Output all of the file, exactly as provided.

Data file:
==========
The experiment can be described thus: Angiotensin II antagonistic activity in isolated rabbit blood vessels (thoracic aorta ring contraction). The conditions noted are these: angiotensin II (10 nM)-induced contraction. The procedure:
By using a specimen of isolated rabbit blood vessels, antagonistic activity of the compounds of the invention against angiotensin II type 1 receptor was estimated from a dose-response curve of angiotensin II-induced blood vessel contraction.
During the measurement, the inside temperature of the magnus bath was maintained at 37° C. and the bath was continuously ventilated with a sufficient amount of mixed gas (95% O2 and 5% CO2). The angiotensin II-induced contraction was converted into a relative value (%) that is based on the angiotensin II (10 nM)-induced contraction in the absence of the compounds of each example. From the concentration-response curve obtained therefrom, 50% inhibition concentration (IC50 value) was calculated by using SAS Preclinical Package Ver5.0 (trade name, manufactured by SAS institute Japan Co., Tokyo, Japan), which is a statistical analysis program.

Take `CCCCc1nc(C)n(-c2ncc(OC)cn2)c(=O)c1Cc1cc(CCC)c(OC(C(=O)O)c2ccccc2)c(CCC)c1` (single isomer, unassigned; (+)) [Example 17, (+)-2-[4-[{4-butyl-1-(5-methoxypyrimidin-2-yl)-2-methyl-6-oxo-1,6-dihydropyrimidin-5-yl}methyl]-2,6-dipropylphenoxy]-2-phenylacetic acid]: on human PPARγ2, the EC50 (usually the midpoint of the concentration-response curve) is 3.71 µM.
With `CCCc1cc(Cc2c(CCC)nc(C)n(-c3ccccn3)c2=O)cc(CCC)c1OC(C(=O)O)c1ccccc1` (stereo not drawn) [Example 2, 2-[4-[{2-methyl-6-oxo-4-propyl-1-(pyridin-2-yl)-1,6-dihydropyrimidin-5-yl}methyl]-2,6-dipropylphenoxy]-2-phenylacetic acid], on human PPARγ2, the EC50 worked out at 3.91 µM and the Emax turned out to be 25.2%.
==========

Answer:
The experiment can be described thus: Angiotensin II antagonistic activity in isolated rabbit blood vessels (thoracic aorta ring contraction). The conditions noted are these: angiotensin II (10 nM)-induced contraction. The procedure:
By using a specimen of isolated rabbit blood vessels, antagonistic activity of the compounds of the invention against angiotensin II type 1 receptor was estimated from a dose-response curve of angiotensin II-induced blood vessel contraction.
During the measurement, the inside temperature of the magnus bath was maintained at 37° C. and the bath was continuously ventilated with a sufficient amount of mixed gas (95% O2 and 5% CO2). The angiotensin II-induced contraction was converted into a relative value (%) that is based on the angiotensin II (10 nM)-induced contraction in the absence of the compounds of each example. From the concentration-response curve obtained therefrom, 50% inhibition concentration (IC50 value) was calculated by using SAS Preclinical Package Ver5.0 (trade name, manufactured by SAS institute Japan Co., Tokyo, Japan), which is a statistical analysis program.

Take `CCCCc1nc(C)n(-c2ncc(OC)cn2)c(=O)c1Cc1cc(CCC)c(OC(C(=O)O)c2ccccc2)c(CCC)c1` (single isomer, unassigned; (+)) [Example 17, (+)-2-[4-[{4-butyl-1-(5-methoxypyrimidin-2-yl)-2-methyl-6-oxo-1,6-dihydropyrimidin-5-yl}methyl]-2,6-dipropylphenoxy]-2-phenylacetic acid]: on human PPARγ2, the EC50 (usually the midpoint of the concentration-response curve) is 3.71 µM.
With `CCCc1cc(Cc2c(CCC)nc(C)n(-c3ccccn3)c2=O)cc(CCC)c1OC(C(=O)O)c1ccccc1` (stereo not drawn) [Example 2, 2-[4-[{2-methyl-6-oxo-4-propyl-1-(pyridin-2-yl)-1,6-dihydropyrimidin-5-yl}methyl]-2,6-dipropylphenoxy]-2-phenylacetic acid], on human PPARγ2, the EC50 worked out at 3.91 µM and the Emax turned out to be 25.2%.